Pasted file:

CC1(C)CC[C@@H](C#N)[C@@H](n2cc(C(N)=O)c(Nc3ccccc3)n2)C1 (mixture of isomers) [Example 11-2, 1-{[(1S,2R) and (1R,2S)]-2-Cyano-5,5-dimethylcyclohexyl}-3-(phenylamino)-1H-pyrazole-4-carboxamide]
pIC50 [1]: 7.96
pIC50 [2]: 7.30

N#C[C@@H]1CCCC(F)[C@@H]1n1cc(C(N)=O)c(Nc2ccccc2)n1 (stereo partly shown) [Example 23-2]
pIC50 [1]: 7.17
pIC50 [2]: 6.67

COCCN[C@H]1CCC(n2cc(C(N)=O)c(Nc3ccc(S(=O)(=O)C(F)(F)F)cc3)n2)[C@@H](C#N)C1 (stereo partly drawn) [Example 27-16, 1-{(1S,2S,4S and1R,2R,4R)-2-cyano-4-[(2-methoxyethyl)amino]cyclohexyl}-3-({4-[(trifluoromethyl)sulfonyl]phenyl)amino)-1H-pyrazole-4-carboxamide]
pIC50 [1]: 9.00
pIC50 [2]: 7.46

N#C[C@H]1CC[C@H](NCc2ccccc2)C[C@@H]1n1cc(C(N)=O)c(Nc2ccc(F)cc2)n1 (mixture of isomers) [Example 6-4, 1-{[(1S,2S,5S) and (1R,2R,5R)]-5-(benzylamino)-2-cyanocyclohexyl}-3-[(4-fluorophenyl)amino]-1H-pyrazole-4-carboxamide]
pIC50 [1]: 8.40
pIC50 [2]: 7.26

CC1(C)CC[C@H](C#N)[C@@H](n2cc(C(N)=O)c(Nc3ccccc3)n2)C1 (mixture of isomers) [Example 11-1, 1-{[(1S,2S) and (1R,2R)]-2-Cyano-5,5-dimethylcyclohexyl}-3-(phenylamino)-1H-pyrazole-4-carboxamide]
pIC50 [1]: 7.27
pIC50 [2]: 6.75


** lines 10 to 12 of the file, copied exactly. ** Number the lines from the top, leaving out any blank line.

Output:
N#C[C@H]1CC[C@H](NCc2ccccc2)C[C@@H]1n1cc(C(N)=O)c(Nc2ccc(F)cc2)n1 (mixture of isomers) [Example 6-4, 1-{[(1S,2S,5S) and (1R,2R,5R)]-5-(benzylamino)-2-cyanocyclohexyl}-3-[(4-fluorophenyl)amino]-1H-pyrazole-4-carboxamide]
pIC50 [1]: 8.40
pIC50 [2]: 7.26